What is Organic Farming?
The simple definition of organic farming is a practice that relies on natural inputs in agricultural production. It eliminates synthetic pesticides, fertilizers, genetically modified organisms, and preservatives in farm production.
The Department of Agriculture controls the standards of organic agriculture in the United States. Even though it is far more expensive to farm and buy organic, it has morphed into a global phenomenon. Recent years have also seen a rise in groups advocating for organic practices. We have also seen more heated debates between supporters and opponents of organic farming, but the jury is still gathering the scientific evidence. This article tries to explore both sides of the argument.
Why Choose Organic Agriculture
The main reason is that consumers are now increasingly conscious of the safety of the food that they consume.
Considerations for Practicing Organic Farming
Organic farming is a game of balance. A good farmer should balance proper soil management practices, water utilization, maintaining biodiversity, and energy efficiency. In taking such a proactive approach, the organic farmer factors the following when planning their operations.
- Soil management: Placing a high emphasis on soil building is a central principle in organic farming. Practices that encourage soil structure maintenance and formation create a more enabling environment for better crop growth. They include aspects such as minimal tilling, crop rotation, and intercropping. Sometimes it becomes necessary to supplement the nutrients in the soil, which the farmer achieves by using organic manure.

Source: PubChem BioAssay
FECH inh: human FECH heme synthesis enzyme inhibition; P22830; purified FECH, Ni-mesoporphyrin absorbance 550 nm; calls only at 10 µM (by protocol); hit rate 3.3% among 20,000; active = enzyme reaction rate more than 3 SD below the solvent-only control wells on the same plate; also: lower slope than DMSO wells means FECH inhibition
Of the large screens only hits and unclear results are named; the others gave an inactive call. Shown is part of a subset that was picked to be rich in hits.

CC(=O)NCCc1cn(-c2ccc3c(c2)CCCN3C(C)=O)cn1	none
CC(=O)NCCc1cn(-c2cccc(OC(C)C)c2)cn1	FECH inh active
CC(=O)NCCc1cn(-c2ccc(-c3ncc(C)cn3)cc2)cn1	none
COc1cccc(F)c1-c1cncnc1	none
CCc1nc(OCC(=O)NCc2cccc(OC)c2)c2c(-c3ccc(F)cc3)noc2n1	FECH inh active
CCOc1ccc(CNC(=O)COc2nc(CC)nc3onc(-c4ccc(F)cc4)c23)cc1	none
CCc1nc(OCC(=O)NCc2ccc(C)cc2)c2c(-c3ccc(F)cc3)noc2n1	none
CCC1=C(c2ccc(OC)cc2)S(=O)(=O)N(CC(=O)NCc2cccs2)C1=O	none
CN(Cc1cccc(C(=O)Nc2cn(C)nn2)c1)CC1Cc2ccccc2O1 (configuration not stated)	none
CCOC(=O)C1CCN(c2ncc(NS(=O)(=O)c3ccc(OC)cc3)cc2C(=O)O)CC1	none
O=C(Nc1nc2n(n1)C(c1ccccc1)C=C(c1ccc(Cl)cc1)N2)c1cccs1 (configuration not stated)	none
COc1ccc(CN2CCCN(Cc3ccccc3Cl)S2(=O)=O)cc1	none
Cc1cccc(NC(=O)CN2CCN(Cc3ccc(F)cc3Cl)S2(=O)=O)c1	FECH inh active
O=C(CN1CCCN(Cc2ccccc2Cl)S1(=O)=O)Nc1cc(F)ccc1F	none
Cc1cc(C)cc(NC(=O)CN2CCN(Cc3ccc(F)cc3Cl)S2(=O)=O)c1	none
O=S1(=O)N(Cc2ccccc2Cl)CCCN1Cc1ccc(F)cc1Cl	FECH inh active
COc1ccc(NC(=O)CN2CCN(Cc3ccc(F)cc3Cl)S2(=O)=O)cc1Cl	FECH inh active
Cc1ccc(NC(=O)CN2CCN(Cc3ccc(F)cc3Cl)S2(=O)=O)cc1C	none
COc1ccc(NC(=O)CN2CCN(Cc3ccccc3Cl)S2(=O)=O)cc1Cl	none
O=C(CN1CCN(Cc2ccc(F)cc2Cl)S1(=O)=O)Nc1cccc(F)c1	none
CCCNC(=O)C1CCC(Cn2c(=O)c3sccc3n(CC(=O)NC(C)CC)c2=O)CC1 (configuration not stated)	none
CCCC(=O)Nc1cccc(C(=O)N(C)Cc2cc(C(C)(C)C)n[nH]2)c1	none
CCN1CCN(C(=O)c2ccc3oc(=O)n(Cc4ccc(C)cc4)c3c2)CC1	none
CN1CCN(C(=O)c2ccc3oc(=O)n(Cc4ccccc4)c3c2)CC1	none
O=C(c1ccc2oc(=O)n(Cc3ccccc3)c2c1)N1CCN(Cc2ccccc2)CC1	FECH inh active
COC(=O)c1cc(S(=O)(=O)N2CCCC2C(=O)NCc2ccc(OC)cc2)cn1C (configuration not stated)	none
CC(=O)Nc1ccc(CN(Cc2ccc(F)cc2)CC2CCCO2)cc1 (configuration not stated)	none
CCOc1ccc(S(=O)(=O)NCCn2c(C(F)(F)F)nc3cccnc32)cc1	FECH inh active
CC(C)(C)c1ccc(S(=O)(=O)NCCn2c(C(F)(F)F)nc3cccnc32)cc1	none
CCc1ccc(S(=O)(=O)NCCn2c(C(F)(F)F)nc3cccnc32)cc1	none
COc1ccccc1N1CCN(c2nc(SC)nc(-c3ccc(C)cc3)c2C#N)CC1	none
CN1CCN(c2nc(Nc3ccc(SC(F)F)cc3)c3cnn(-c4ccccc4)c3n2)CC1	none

- Water: Synthetic pesticides and fertilizers pose a greater risk of polluting groundwater. The chemicals may find their way into the rivers through surface runoff or sink deep into the soil to the underground water table. Switching to organic fertilizers helps to reduce the pollution risks. Compost and manure have also proven better at enhancing soil structure and improving water filtration.
- Biodiversity and conservation: Organic farming promotes the use of climate-adapted seeds and seedlings. The resulting crops or even animals are resilient and resistant to diseases. Ecologically, avoiding chemical use maintains a suitable habitat for wildlife. Lack of pesticide use promotes a symbiotic environment between the crops and soil microorganisms.
- Carbon emissions: Continued tillage releases carbon from the soil and into the atmosphere. Minimum tillage helps to reduce the greenhouse effect by sequestering the carbon in the soil. Using plant-based manure also returns carbon to the soil, helping to mitigate against climate change.
What Makes Organic Farming Attractive
Widely considered as a far more sustainable form of food production, organic proponents argue that it results in better soil quality in the long run. In avoiding synthetic pesticides and herbicides, organic farmers help to build natural resistance in their crops. They emphasize growing crops that are naturally resistant to pests and diseases. Continued antibiotic use in lives increases their drug resistance.
Organic farmers can save money on farming inputs when they choose to produce their fertilizers. They achieve this by using compost, green manure, and organic worms. The practice also insists on crop rotation, giving the soil ample time to replenish lost nutrients naturally.